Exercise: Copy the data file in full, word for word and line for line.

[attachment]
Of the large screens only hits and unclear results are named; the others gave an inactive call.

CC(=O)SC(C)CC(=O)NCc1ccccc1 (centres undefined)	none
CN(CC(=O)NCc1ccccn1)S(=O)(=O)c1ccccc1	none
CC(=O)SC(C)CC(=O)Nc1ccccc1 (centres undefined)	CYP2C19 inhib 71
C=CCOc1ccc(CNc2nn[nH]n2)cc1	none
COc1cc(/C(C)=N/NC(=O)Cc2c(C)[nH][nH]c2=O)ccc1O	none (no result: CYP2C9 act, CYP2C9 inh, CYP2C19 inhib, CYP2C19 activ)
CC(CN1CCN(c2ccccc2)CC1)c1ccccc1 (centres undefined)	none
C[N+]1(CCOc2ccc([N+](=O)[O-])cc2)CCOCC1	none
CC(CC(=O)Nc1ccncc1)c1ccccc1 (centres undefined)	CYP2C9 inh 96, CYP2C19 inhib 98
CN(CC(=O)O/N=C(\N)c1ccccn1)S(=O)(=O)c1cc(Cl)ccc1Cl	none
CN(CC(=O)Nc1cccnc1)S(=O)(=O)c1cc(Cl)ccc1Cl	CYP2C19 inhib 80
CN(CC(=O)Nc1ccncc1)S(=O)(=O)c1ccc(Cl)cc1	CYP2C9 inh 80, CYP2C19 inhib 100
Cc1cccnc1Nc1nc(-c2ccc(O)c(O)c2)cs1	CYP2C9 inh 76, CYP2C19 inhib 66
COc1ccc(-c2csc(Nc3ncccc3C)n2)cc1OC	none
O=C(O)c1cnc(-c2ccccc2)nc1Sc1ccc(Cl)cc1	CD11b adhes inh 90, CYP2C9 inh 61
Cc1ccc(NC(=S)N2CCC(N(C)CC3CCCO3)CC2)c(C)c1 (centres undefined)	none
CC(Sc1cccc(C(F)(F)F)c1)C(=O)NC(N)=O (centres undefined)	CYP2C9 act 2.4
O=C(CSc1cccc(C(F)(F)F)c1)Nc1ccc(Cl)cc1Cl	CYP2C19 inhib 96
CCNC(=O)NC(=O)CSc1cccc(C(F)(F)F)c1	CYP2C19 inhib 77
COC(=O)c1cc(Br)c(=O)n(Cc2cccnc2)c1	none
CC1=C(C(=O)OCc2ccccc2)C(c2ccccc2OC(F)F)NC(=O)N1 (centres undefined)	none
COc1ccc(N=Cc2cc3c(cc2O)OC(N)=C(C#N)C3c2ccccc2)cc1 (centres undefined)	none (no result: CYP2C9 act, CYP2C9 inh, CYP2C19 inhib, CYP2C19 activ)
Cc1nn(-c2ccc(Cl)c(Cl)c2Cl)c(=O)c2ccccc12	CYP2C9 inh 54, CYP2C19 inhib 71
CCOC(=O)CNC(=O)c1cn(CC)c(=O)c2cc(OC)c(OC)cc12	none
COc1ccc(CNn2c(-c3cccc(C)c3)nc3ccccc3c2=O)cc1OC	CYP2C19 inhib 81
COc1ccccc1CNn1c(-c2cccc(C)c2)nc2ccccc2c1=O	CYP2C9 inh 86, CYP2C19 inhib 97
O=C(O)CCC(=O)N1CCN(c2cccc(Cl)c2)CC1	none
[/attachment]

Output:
Of the large screens only hits and unclear results are named; the others gave an inactive call.

CC(=O)SC(C)CC(=O)NCc1ccccc1 (centres undefined)	none
CN(CC(=O)NCc1ccccn1)S(=O)(=O)c1ccccc1	none
CC(=O)SC(C)CC(=O)Nc1ccccc1 (centres undefined)	CYP2C19 inhib 71
C=CCOc1ccc(CNc2nn[nH]n2)cc1	none
COc1cc(/C(C)=N/NC(=O)Cc2c(C)[nH][nH]c2=O)ccc1O	none (no result: CYP2C9 act, CYP2C9 inh, CYP2C19 inhib, CYP2C19 activ)
CC(CN1CCN(c2ccccc2)CC1)c1ccccc1 (centres undefined)	none
C[N+]1(CCOc2ccc([N+](=O)[O-])cc2)CCOCC1	none
CC(CC(=O)Nc1ccncc1)c1ccccc1 (centres undefined)	CYP2C9 inh 96, CYP2C19 inhib 98
CN(CC(=O)O/N=C(\N)c1ccccn1)S(=O)(=O)c1cc(Cl)ccc1Cl	none
CN(CC(=O)Nc1cccnc1)S(=O)(=O)c1cc(Cl)ccc1Cl	CYP2C19 inhib 80
CN(CC(=O)Nc1ccncc1)S(=O)(=O)c1ccc(Cl)cc1	CYP2C9 inh 80, CYP2C19 inhib 100
Cc1cccnc1Nc1nc(-c2ccc(O)c(O)c2)cs1	CYP2C9 inh 76, CYP2C19 inhib 66
COc1ccc(-c2csc(Nc3ncccc3C)n2)cc1OC	none
O=C(O)c1cnc(-c2ccccc2)nc1Sc1ccc(Cl)cc1	CD11b adhes inh 90, CYP2C9 inh 61
Cc1ccc(NC(=S)N2CCC(N(C)CC3CCCO3)CC2)c(C)c1 (centres undefined)	none
CC(Sc1cccc(C(F)(F)F)c1)C(=O)NC(N)=O (centres undefined)	CYP2C9 act 2.4
O=C(CSc1cccc(C(F)(F)F)c1)Nc1ccc(Cl)cc1Cl	CYP2C19 inhib 96
CCNC(=O)NC(=O)CSc1cccc(C(F)(F)F)c1	CYP2C19 inhib 77
COC(=O)c1cc(Br)c(=O)n(Cc2cccnc2)c1	none
CC1=C(C(=O)OCc2ccccc2)C(c2ccccc2OC(F)F)NC(=O)N1 (centres undefined)	none
COc1ccc(N=Cc2cc3c(cc2O)OC(N)=C(C#N)C3c2ccccc2)cc1 (centres undefined)	none (no result: CYP2C9 act, CYP2C9 inh, CYP2C19 inhib, CYP2C19 activ)
Cc1nn(-c2ccc(Cl)c(Cl)c2Cl)c(=O)c2ccccc12	CYP2C9 inh 54, CYP2C19 inhib 71
CCOC(=O)CNC(=O)c1cn(CC)c(=O)c2cc(OC)c(OC)cc12	none
COc1ccc(CNn2c(-c3cccc(C)c3)nc3ccccc3c2=O)cc1OC	CYP2C19 inhib 81
COc1ccccc1CNn1c(-c2cccc(C)c2)nc2ccccc2c1=O	CYP2C9 inh 86, CYP2C19 inhib 97
O=C(O)CCC(=O)N1CCN(c2cccc(Cl)c2)CC1	none